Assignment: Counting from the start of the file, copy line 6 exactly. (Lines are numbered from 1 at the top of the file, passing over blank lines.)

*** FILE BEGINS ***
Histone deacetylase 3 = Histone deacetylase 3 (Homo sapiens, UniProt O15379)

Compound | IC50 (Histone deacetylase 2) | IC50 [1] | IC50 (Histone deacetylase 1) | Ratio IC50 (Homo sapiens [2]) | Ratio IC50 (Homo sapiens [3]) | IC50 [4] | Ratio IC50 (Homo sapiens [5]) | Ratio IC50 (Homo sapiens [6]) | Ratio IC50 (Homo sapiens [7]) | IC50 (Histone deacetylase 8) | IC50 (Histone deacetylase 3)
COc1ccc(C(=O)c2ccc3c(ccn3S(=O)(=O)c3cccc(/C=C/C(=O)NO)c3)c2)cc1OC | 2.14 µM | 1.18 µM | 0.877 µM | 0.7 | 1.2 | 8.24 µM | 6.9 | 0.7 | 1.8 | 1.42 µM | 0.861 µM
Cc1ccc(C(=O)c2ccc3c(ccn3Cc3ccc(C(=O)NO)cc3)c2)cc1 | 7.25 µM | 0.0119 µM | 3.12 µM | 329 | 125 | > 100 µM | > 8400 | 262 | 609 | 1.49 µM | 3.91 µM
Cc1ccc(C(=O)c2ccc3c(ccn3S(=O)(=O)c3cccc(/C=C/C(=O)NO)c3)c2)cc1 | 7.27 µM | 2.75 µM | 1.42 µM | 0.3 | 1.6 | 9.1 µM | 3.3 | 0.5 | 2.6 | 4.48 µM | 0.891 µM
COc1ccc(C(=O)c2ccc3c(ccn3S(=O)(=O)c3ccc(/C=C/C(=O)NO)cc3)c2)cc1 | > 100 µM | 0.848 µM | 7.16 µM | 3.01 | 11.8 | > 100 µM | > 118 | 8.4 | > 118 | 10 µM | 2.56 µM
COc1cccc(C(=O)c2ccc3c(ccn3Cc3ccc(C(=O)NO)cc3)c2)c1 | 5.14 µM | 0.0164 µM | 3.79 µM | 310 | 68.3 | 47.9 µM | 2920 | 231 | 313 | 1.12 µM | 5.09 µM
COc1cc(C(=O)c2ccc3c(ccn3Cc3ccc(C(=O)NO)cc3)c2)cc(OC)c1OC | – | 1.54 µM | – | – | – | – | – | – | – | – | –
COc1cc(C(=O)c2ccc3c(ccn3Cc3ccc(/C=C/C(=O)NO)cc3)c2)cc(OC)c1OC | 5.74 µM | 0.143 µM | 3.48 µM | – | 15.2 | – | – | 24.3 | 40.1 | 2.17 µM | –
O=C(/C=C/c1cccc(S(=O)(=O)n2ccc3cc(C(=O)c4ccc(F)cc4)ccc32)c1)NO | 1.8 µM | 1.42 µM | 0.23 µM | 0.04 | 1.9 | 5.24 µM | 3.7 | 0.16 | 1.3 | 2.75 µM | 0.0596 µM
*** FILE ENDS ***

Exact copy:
COc1ccc(C(=O)c2ccc3c(ccn3S(=O)(=O)c3ccc(/C=C/C(=O)NO)cc3)c2)cc1 | > 100 µM | 0.848 µM | 7.16 µM | 3.01 | 11.8 | > 100 µM | > 118 | 8.4 | > 118 | 10 µM | 2.56 µM